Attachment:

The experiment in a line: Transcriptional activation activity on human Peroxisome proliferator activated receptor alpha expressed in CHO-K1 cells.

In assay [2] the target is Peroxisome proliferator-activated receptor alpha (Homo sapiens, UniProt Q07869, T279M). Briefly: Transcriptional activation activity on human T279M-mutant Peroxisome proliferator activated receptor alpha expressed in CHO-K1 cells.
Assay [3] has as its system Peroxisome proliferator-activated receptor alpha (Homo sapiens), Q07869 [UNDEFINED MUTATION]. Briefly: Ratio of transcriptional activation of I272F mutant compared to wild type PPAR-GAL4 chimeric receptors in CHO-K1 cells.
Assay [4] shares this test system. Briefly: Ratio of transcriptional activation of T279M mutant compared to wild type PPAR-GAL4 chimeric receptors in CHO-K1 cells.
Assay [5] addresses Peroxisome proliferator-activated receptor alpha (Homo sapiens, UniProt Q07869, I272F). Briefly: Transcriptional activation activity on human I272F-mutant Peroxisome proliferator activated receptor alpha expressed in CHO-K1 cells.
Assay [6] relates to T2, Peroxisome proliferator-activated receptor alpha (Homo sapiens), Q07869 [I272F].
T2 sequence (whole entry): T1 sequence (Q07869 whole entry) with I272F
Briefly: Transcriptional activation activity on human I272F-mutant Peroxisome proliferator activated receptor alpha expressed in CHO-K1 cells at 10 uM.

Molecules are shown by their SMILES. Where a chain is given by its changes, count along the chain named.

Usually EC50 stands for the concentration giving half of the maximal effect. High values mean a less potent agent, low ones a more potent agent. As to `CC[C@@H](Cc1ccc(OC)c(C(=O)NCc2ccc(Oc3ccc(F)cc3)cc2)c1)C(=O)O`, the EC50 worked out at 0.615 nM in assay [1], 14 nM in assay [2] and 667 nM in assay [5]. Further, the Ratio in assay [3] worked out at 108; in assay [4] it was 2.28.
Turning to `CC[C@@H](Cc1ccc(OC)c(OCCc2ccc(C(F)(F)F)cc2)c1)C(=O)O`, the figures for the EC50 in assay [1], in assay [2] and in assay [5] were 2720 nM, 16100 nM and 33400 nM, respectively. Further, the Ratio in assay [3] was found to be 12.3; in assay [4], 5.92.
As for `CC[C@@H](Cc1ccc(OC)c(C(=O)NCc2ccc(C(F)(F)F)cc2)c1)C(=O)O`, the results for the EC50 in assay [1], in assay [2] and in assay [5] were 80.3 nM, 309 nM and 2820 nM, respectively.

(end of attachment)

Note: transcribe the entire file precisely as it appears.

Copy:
The experiment in a line: Transcriptional activation activity on human Peroxisome proliferator activated receptor alpha expressed in CHO-K1 cells.

In assay [2] the target is Peroxisome proliferator-activated receptor alpha (Homo sapiens, UniProt Q07869, T279M). Briefly: Transcriptional activation activity on human T279M-mutant Peroxisome proliferator activated receptor alpha expressed in CHO-K1 cells.
Assay [3] has as its system Peroxisome proliferator-activated receptor alpha (Homo sapiens), Q07869 [UNDEFINED MUTATION]. Briefly: Ratio of transcriptional activation of I272F mutant compared to wild type PPAR-GAL4 chimeric receptors in CHO-K1 cells.
Assay [4] shares this test system. Briefly: Ratio of transcriptional activation of T279M mutant compared to wild type PPAR-GAL4 chimeric receptors in CHO-K1 cells.
Assay [5] addresses Peroxisome proliferator-activated receptor alpha (Homo sapiens, UniProt Q07869, I272F). Briefly: Transcriptional activation activity on human I272F-mutant Peroxisome proliferator activated receptor alpha expressed in CHO-K1 cells.
Assay [6] relates to T2, Peroxisome proliferator-activated receptor alpha (Homo sapiens), Q07869 [I272F].
T2 sequence (whole entry): T1 sequence (Q07869 whole entry) with I272F
Briefly: Transcriptional activation activity on human I272F-mutant Peroxisome proliferator activated receptor alpha expressed in CHO-K1 cells at 10 uM.

Molecules are shown by their SMILES. Where a chain is given by its changes, count along the chain named.

Usually EC50 stands for the concentration giving half of the maximal effect. High values mean a less potent agent, low ones a more potent agent. As to `CC[C@@H](Cc1ccc(OC)c(C(=O)NCc2ccc(Oc3ccc(F)cc3)cc2)c1)C(=O)O`, the EC50 worked out at 0.615 nM in assay [1], 14 nM in assay [2] and 667 nM in assay [5]. Further, the Ratio in assay [3] worked out at 108; in assay [4] it was 2.28.
Turning to `CC[C@@H](Cc1ccc(OC)c(OCCc2ccc(C(F)(F)F)cc2)c1)C(=O)O`, the figures for the EC50 in assay [1], in assay [2] and in assay [5] were 2720 nM, 16100 nM and 33400 nM, respectively. Further, the Ratio in assay [3] was found to be 12.3; in assay [4], 5.92.
As for `CC[C@@H](Cc1ccc(OC)c(C(=O)NCc2ccc(C(F)(F)F)cc2)c1)C(=O)O`, the results for the EC50 in assay [1], in assay [2] and in assay [5] were 80.3 nM, 309 nM and 2820 nM, respectively.